May 13, 2008 — Yesterday in Saranac Lake, the US Postal Service unveiled a new stamp honoring Dr. Edward Livingston Trudeau. Trudeau was a pioneering physician and tuberculosis researcher. But he was also invented the community of Saranac Lake, which remains the biggest community in the Adirondacks. Trudeau's sanatorium closed a half-century ago, but as Brian Mann reports, his work continues to echo through American culture. Go to full article
May 02, 2008 — Todd Moe visits a spiritual care program at a nursing home in Kingston, Ontario, where the power of poetry is making connections with seniors. It's haiku that inspires and comforts people with dementia. The project has resulted in a book of haiku, Signs of Spring, and a series of murals in the home's garden patio. Todd talks with program coordinator Marjorie Woodbridge and Kingston haiku poet Philomene Kocher. They say it's not a cure, but the project does show the sense of humor, deep wisdom and capabilities of people with dementia. For more information about the booklet, "Signs of Spring - haiku poems by persons with dementia", contact Marjorie Woodbridge: email@example.com Go to full article
Mar 28, 2008 — Earlier this month the Heuvelton Central School Art Club held its fourth annual Wearable Art Show. It was a fashion program that featured clothing from found or recycled materials. Trophies were awarded for "most original", "best use of materials" and "most sophisticated". Heuvelton art teacher Sally Hartman and some of her students told Todd Moe they worked for weeks on their fashion creations. Styrofoam packing peanuts, plastic shopping bags, soda bottles and tin can lids were transformed into dresses, shirts, pants and jewelry. This was an opportunity to make something wonderful from things that are left over or thrown away. Go to full article
Mar 28, 2008 — Artists are invited to take part in this summer's Plein Air Event in the Champlain Valley. "Plein air" began with 19th century French Impressionists who took the act of painting out of the studio and into the world. In July, artists will draw, paint or photograph their favorite Champlain Valley scenes, and the works will be included in an art show and silent auction. The Westport Chamber of Commerce and the Arts Council of the Northern Adirondacks are sponsoring the event. Todd Moe spoke with the Chamber's Dee Carroll. Go to full article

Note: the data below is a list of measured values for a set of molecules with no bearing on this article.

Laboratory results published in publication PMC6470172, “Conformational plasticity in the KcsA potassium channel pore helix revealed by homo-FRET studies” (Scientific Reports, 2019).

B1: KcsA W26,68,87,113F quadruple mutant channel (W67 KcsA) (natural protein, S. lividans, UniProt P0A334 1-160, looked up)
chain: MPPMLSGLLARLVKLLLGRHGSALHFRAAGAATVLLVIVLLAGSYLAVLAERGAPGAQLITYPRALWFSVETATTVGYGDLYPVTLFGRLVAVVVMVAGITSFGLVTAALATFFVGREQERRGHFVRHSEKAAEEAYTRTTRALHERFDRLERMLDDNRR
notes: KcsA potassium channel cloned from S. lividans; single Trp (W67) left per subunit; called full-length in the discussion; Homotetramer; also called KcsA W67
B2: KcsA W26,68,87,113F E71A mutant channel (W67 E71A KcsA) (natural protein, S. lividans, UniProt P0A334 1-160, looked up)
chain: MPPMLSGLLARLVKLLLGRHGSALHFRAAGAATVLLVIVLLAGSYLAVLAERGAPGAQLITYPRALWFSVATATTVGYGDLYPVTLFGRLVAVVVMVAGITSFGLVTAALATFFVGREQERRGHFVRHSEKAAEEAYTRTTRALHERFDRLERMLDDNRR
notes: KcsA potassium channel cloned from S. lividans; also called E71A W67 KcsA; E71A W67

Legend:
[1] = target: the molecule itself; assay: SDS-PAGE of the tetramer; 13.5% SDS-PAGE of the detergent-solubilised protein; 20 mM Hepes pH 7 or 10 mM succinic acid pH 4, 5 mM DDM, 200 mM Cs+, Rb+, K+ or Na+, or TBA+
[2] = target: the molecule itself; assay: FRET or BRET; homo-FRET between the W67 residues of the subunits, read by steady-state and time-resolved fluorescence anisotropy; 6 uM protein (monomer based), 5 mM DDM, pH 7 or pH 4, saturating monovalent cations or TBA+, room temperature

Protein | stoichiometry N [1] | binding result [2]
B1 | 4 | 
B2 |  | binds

Mar 27, 2008 — This month's word gives artists a chance to look critically at what was written or created. The Roman poet Horace thought one should wait nine years before revising a work, but that's a bit much. Some artists make dozens of changes before unveiling a creation. A local composer helps us understand how composers, like Beethoven, made changes in their scores. Go to full article
Jan 16, 2008 — The Adirondack Artists' Guild is a cooperative retail art gallery that includes a diverse group of artists residing and working in the northern Adirondacks. It's a space on Saranac Lake's Main Street that's used to show and market artwork created in the region. The Guild promotes development of the arts in the community year-round by featuring the work of guest artists and other events. Todd Moe sat down at the Adirondack Artists Guild to talk with some of the members - Eleanor Sweeney, Barry Lobdell, Sandra Hildreth, Peter Shrope and Diane Leifheit. This weekend, the group celebrates it's 10th anniversary with a gala reception Friday night (5-7 pm) open to everyone. Eleanor Sweeney, a charter member, says the Guild is a result of the efforts of the Saranac Lake Downtown Revitalization Project Arts Committee. Go to full article